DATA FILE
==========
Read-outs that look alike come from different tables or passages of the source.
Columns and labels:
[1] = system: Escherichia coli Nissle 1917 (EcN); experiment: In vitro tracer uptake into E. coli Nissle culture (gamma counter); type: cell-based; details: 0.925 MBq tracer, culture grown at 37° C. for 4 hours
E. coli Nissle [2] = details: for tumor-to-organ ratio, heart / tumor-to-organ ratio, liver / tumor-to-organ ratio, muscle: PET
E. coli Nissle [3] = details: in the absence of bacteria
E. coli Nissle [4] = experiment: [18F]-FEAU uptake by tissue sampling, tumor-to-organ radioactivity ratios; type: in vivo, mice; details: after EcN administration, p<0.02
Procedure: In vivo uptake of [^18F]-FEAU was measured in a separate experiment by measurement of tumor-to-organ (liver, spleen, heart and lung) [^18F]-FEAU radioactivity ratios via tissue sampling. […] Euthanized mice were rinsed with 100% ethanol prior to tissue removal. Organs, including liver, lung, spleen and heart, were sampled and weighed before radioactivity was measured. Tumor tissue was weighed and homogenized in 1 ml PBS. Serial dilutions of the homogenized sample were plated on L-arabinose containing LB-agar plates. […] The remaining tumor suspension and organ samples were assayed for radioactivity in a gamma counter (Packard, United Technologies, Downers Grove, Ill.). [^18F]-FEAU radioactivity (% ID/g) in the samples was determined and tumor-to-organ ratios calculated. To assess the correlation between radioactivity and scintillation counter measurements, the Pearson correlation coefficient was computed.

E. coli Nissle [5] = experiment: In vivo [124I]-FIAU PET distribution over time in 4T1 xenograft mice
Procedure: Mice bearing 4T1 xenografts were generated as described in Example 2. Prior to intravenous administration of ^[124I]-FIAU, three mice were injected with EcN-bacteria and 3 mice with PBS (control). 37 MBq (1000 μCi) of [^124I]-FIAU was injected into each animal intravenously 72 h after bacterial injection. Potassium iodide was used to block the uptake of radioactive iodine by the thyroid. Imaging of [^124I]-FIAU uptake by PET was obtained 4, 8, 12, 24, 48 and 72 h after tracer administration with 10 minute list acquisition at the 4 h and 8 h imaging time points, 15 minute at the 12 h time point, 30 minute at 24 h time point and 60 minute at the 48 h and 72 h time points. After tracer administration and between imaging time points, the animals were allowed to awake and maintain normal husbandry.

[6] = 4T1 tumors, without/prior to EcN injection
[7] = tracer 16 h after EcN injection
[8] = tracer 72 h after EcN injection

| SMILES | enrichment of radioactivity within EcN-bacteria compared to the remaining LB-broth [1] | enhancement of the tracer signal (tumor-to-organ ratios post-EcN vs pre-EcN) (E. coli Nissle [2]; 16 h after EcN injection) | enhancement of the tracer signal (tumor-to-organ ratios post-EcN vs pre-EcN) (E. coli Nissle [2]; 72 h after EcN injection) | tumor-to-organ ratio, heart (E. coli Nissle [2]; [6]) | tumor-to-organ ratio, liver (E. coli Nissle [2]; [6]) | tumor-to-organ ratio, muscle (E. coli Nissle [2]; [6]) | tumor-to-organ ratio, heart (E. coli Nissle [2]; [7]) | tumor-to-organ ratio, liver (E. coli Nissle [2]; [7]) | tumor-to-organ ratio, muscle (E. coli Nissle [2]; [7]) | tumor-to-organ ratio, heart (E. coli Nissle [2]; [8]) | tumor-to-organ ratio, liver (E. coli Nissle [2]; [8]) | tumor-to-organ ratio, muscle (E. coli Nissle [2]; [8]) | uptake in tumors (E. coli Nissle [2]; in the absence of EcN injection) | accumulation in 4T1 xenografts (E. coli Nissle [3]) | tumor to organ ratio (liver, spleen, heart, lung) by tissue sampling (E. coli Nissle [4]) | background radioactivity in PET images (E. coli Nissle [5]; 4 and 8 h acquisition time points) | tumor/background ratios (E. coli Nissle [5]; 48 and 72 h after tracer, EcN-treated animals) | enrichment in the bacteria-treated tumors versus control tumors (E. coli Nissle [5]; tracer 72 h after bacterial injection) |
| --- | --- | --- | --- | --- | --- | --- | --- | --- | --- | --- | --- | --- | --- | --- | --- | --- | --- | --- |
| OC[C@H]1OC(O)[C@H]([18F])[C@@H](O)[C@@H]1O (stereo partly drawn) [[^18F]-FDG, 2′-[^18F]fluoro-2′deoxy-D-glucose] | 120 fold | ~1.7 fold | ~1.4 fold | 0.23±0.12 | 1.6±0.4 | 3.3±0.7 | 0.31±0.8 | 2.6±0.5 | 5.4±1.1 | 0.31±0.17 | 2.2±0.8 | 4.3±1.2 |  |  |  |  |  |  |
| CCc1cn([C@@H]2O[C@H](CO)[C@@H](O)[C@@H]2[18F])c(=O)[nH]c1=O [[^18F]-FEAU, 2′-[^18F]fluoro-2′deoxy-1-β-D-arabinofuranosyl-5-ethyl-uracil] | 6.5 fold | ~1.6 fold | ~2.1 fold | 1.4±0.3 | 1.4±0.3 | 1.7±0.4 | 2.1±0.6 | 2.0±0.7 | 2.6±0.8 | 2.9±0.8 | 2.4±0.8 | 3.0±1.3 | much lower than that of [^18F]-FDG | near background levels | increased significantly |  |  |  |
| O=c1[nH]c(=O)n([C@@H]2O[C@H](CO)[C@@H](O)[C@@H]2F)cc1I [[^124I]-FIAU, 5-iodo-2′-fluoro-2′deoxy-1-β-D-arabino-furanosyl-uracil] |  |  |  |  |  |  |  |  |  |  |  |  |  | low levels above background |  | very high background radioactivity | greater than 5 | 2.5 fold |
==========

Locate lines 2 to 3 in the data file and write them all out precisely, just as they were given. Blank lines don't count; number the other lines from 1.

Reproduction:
Columns and labels:
[1] = system: Escherichia coli Nissle 1917 (EcN); experiment: In vitro tracer uptake into E. coli Nissle culture (gamma counter); type: cell-based; details: 0.925 MBq tracer, culture grown at 37° C. for 4 hours